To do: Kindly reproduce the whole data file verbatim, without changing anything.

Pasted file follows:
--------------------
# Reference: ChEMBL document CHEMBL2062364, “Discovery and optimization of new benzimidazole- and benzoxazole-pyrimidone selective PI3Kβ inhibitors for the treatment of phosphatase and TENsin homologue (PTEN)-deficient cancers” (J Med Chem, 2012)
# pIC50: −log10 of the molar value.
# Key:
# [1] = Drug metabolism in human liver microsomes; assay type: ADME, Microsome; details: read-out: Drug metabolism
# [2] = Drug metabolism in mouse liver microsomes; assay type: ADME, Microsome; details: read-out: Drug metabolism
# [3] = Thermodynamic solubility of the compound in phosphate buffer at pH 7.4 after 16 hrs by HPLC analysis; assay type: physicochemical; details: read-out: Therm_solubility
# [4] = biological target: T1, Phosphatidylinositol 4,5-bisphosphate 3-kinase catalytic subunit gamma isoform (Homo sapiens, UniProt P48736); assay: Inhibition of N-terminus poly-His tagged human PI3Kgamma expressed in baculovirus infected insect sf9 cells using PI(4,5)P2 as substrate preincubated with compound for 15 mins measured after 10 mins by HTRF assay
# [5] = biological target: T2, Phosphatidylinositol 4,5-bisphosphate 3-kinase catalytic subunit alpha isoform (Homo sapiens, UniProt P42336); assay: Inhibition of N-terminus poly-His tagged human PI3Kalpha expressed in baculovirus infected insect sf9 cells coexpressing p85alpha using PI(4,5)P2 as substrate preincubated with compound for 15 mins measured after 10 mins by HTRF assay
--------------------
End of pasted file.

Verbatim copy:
# Reference: ChEMBL document CHEMBL2062364, “Discovery and optimization of new benzimidazole- and benzoxazole-pyrimidone selective PI3Kβ inhibitors for the treatment of phosphatase and TENsin homologue (PTEN)-deficient cancers” (J Med Chem, 2012)
# pIC50: −log10 of the molar value.
# Key:
# [1] = Drug metabolism in human liver microsomes; assay type: ADME, Microsome; details: read-out: Drug metabolism
# [2] = Drug metabolism in mouse liver microsomes; assay type: ADME, Microsome; details: read-out: Drug metabolism
# [3] = Thermodynamic solubility of the compound in phosphate buffer at pH 7.4 after 16 hrs by HPLC analysis; assay type: physicochemical; details: read-out: Therm_solubility
# [4] = biological target: T1, Phosphatidylinositol 4,5-bisphosphate 3-kinase catalytic subunit gamma isoform (Homo sapiens, UniProt P48736); assay: Inhibition of N-terminus poly-His tagged human PI3Kgamma expressed in baculovirus infected insect sf9 cells using PI(4,5)P2 as substrate preincubated with compound for 15 mins measured after 10 mins by HTRF assay
# [5] = biological target: T2, Phosphatidylinositol 4,5-bisphosphate 3-kinase catalytic subunit alpha isoform (Homo sapiens, UniProt P42336); assay: Inhibition of N-terminus poly-His tagged human PI3Kalpha expressed in baculovirus infected insect sf9 cells coexpressing p85alpha using PI(4,5)P2 as substrate preincubated with compound for 15 mins measured after 10 mins by HTRF assay